This unique and informative paper was produced by the National Intelligence University / National Defense Intelligence College. Topics and subjects include: interrogation of terrorists, the McCain Amendment, KUBARK counterintelligence interrogation, MKULTRA, CIA, torture, pain and physical discomfort, sleeploss and deprivation, sensory deprivation, subliminal persuasion, mechanical detection of deception, polygraphy, psychophysiological mechanisms, electrogastrogram, eye blinks, saccades, and fixations, voice stress analysis, thermal imaging, truth serums and narcoanalysis, sodium amytal, neurological mechanisms, transcranial magnetic stimulation, electroencephalography (EEG), functional MRI, communist interrogation methods, HUMINT, criminal custodial interrogations, good cop / bad cop, FBI training, FLETC, detective case studies, OODA loop negotiations.
Educing Information is a profoundly important book because it offers both professionals and ordinary citizens a primer on the ''science and art'' of both interrogation and intelligence gathering. Because this is a book written by and for intelligence professionals, it starts exactly where one might expect it to start - with a superb discussion of the costs and benefits of various approaches to interrogation. For those who are unschooled in the art and science of intelligence gathering, careful study of the table of contents is perhaps the best way to decide which of the papers would provide the most convenient portal through which to enter a realm that is, by the admission of the authors themselves, both largely unexplored and enormously important to our national security. The excellent paper on the ''KUBARK Counterintelligence Interrogation Review'' provided just the historical and theoretical background needed. Don't expect Educing Information to become required reading among the Hollywood screen writer set anytime soon, but it certainly should be. All of us could learn quite a lot.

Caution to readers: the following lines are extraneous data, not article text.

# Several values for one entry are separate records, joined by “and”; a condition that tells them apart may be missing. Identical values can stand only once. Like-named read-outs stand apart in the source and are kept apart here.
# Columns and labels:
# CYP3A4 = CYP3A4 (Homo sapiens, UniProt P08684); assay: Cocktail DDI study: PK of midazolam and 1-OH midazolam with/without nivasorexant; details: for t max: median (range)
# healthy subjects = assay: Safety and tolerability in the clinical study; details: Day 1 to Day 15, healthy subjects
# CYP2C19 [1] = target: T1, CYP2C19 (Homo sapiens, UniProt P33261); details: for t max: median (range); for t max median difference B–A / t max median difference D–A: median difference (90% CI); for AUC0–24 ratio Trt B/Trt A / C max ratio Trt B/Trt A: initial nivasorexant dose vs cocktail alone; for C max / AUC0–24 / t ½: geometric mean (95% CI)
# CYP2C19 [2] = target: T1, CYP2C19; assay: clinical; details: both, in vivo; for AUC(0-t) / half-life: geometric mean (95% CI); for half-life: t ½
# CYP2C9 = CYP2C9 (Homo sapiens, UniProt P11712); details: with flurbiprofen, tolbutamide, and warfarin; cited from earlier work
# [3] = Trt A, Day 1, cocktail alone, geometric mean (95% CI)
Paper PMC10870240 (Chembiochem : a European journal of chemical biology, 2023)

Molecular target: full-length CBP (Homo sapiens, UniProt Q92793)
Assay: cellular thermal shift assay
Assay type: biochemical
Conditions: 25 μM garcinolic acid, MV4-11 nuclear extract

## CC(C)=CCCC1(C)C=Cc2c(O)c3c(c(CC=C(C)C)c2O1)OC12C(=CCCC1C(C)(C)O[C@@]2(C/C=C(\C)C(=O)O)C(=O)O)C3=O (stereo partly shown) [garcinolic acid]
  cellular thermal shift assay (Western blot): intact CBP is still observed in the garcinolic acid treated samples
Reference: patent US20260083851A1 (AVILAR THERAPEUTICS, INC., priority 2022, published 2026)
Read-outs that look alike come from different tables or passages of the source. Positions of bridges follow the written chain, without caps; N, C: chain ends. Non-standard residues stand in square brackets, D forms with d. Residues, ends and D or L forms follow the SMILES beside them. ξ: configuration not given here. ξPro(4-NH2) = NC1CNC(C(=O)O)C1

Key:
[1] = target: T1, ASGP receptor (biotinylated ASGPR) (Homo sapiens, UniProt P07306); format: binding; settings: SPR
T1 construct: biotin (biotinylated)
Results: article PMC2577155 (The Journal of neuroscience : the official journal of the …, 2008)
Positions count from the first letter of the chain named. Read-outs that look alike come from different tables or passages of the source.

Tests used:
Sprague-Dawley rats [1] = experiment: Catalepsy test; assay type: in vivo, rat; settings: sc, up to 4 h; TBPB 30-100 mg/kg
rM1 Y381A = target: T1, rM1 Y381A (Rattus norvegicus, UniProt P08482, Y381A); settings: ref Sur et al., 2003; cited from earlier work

In World War II, the United States military developed a secret ''offensive'' program, called MIS-Y, designed to obtain intelligence from captured adversaries. This ''educing information'' program (though it was not described as such at the time) was designed to obtain intelligence from senior German officials, officers, and scientists in U.S. custody. German officers, scientists, and officials were monitored on a 24-hour basis; information was also collected from them while they were in formal interrogation sessions, while they conversed with their roommates and ''colleagues,'' and at other times. The information was analyzed on an ongoing basis, with dossiers of the internees updated regularly. Intelligence was developed and disseminated to military commands and organizations. The MIS-Y program ended with the conclusion of WWII.
With the attacks of 11 September 2001, and the initiation of the Global War on Terrorism, the Intelligence Community plunged into activities that, of necessity, involved efforts to obtain information from persons in U.S. custody who at least initially appeared uncooperative. At holding facilities in Afghanistan, Cuba, Iraq, and perhaps other sites, active duty military personnel, reservists, intelligence officers, law enforcement agents, contracted interrogators, and others worked to glean information and create intelligence that might help prevent terrorist attacks and contribute to national security. Since there had been little or no development of sustained capacity for interrogation practice, training, or research within intelligence or military communities in the post-Soviet period, many interrogators were forced to ''make it up'' on the fly. This shortfall in advanced, research-based interrogation methods at a time of intense pressure from operational commanders to produce actionable intelligence from high-value targets may have contributed significantly to the unfortunate cases of abuse that have recently come to light.